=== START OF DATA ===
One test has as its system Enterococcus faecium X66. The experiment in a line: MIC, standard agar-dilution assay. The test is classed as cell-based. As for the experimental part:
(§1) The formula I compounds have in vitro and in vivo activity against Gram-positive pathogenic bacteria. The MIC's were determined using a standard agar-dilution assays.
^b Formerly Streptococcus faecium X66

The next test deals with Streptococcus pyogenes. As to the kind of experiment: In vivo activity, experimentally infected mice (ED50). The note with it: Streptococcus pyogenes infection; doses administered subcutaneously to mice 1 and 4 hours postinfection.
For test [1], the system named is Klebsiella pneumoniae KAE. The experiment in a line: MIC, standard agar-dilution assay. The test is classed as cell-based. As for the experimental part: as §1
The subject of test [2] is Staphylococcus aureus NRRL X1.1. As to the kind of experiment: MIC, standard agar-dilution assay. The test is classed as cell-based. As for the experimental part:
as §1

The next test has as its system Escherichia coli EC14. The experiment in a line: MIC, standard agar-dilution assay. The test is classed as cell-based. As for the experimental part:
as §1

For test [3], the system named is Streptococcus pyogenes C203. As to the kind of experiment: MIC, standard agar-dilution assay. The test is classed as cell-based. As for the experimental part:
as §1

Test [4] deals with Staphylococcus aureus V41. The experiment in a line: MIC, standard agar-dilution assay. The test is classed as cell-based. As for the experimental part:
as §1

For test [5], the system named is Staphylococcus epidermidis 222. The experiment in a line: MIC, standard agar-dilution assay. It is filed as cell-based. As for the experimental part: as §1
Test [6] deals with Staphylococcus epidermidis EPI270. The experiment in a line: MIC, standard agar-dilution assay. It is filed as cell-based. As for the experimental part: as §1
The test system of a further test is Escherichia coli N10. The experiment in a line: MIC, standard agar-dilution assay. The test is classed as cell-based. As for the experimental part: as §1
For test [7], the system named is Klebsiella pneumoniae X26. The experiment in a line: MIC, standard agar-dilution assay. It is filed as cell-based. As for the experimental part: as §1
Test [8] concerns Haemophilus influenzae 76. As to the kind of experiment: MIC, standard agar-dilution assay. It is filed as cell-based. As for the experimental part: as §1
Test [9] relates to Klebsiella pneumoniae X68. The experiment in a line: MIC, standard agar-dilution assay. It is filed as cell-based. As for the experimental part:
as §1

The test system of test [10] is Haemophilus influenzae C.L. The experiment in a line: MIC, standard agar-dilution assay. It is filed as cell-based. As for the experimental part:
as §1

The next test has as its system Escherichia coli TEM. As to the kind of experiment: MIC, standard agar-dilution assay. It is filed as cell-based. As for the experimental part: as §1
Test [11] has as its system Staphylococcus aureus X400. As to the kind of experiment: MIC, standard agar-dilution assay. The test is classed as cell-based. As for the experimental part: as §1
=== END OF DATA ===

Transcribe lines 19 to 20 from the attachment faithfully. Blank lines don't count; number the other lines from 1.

Test [9] relates to Klebsiella pneumoniae X68. The experiment in a line: MIC, standard agar-dilution assay. It is filed as cell-based. As for the experimental part:
as §1